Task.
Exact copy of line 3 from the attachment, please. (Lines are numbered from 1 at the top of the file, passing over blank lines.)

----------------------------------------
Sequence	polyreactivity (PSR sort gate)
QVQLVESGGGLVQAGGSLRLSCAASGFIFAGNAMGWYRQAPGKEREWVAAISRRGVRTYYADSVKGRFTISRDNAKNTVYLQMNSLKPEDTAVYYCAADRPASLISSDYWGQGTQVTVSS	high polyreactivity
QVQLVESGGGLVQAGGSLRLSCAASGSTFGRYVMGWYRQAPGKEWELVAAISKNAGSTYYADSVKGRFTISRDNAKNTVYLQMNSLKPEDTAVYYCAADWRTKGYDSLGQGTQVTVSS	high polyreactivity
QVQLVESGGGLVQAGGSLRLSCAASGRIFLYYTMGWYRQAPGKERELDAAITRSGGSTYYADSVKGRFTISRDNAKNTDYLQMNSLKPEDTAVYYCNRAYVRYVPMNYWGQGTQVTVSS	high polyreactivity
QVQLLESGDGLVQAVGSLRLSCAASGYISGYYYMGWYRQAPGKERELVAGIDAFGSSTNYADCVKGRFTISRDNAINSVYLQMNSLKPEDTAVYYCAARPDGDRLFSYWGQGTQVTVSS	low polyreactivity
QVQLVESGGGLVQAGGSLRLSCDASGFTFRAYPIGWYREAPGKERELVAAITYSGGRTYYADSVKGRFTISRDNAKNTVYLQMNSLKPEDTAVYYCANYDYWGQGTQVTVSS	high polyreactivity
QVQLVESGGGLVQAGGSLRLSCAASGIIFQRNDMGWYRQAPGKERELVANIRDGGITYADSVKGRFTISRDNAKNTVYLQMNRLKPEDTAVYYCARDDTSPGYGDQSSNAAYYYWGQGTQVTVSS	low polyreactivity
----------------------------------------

QVQLVESGGGLVQAGGSLRLSCAASGSTFGRYVMGWYRQAPGKEWELVAAISKNAGSTYYADSVKGRFTISRDNAKNTVYLQMNSLKPEDTAVYYCAADWRTKGYDSLGQGTQVTVSS	high polyreactivity